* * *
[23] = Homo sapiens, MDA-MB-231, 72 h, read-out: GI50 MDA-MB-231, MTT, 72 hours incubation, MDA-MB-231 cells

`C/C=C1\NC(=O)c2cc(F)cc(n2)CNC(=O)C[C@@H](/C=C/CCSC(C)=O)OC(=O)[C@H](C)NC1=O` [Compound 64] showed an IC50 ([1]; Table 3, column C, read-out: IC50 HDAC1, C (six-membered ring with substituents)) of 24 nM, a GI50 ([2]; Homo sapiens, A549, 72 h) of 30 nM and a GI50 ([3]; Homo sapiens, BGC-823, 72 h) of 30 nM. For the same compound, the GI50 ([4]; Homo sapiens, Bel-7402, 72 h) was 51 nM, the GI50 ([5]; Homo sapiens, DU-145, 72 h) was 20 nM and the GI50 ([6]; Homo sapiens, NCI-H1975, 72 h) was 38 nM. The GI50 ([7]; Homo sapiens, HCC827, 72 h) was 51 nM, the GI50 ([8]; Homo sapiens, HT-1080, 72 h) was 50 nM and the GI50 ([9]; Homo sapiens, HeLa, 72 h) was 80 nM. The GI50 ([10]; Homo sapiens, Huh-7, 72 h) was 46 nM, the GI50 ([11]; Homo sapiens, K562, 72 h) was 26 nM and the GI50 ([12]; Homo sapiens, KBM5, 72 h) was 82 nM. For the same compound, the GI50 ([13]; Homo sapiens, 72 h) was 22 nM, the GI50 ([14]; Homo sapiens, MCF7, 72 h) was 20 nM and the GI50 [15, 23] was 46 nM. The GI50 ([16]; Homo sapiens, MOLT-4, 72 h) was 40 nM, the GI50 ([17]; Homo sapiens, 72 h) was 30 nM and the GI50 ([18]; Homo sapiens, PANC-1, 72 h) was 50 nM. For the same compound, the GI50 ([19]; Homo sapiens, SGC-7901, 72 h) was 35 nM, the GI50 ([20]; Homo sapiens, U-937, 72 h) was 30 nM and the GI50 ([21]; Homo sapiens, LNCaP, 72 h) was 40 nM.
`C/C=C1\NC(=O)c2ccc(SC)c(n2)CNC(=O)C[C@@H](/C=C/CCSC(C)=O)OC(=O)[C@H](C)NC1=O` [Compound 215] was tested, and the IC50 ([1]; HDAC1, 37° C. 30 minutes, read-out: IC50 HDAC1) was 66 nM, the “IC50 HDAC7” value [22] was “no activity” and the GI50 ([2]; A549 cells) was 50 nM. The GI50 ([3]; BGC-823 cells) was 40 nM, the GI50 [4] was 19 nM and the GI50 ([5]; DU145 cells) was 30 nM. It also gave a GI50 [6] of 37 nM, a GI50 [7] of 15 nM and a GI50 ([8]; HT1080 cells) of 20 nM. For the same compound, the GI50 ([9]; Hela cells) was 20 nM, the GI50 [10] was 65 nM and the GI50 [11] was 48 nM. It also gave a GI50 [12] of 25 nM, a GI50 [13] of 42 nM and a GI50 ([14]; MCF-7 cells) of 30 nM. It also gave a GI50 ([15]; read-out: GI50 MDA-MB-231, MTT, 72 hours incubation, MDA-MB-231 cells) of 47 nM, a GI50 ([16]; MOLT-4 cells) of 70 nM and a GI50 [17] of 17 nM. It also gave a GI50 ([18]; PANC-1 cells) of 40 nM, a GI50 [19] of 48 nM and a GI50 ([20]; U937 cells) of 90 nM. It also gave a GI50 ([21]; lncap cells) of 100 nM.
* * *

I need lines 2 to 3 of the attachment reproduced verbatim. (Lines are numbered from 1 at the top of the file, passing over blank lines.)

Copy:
`C/C=C1\NC(=O)c2cc(F)cc(n2)CNC(=O)C[C@@H](/C=C/CCSC(C)=O)OC(=O)[C@H](C)NC1=O` [Compound 64] showed an IC50 ([1]; Table 3, column C, read-out: IC50 HDAC1, C (six-membered ring with substituents)) of 24 nM, a GI50 ([2]; Homo sapiens, A549, 72 h) of 30 nM and a GI50 ([3]; Homo sapiens, BGC-823, 72 h) of 30 nM. For the same compound, the GI50 ([4]; Homo sapiens, Bel-7402, 72 h) was 51 nM, the GI50 ([5]; Homo sapiens, DU-145, 72 h) was 20 nM and the GI50 ([6]; Homo sapiens, NCI-H1975, 72 h) was 38 nM. The GI50 ([7]; Homo sapiens, HCC827, 72 h) was 51 nM, the GI50 ([8]; Homo sapiens, HT-1080, 72 h) was 50 nM and the GI50 ([9]; Homo sapiens, HeLa, 72 h) was 80 nM. The GI50 ([10]; Homo sapiens, Huh-7, 72 h) was 46 nM, the GI50 ([11]; Homo sapiens, K562, 72 h) was 26 nM and the GI50 ([12]; Homo sapiens, KBM5, 72 h) was 82 nM. For the same compound, the GI50 ([13]; Homo sapiens, 72 h) was 22 nM, the GI50 ([14]; Homo sapiens, MCF7, 72 h) was 20 nM and the GI50 [15, 23] was 46 nM. The GI50 ([16]; Homo sapiens, MOLT-4, 72 h) was 40 nM, the GI50 ([17]; Homo sapiens, 72 h) was 30 nM and the GI50 ([18]; Homo sapiens, PANC-1, 72 h) was 50 nM. For the same compound, the GI50 ([19]; Homo sapiens, SGC-7901, 72 h) was 35 nM, the GI50 ([20]; Homo sapiens, U-937, 72 h) was 30 nM and the GI50 ([21]; Homo sapiens, LNCaP, 72 h) was 40 nM.
`C/C=C1\NC(=O)c2ccc(SC)c(n2)CNC(=O)C[C@@H](/C=C/CCSC(C)=O)OC(=O)[C@H](C)NC1=O` [Compound 215] was tested, and the IC50 ([1]; HDAC1, 37° C. 30 minutes, read-out: IC50 HDAC1) was 66 nM, the “IC50 HDAC7” value [22] was “no activity” and the GI50 ([2]; A549 cells) was 50 nM. The GI50 ([3]; BGC-823 cells) was 40 nM, the GI50 [4] was 19 nM and the GI50 ([5]; DU145 cells) was 30 nM. It also gave a GI50 [6] of 37 nM, a GI50 [7] of 15 nM and a GI50 ([8]; HT1080 cells) of 20 nM. For the same compound, the GI50 ([9]; Hela cells) was 20 nM, the GI50 [10] was 65 nM and the GI50 [11] was 48 nM. It also gave a GI50 [12] of 25 nM, a GI50 [13] of 42 nM and a GI50 ([14]; MCF-7 cells) of 30 nM. It also gave a GI50 ([15]; read-out: GI50 MDA-MB-231, MTT, 72 hours incubation, MDA-MB-231 cells) of 47 nM, a GI50 ([16]; MOLT-4 cells) of 70 nM and a GI50 [17] of 17 nM. It also gave a GI50 ([18]; PANC-1 cells) of 40 nM, a GI50 [19] of 48 nM and a GI50 ([20]; U937 cells) of 90 nM. It also gave a GI50 ([21]; lncap cells) of 100 nM.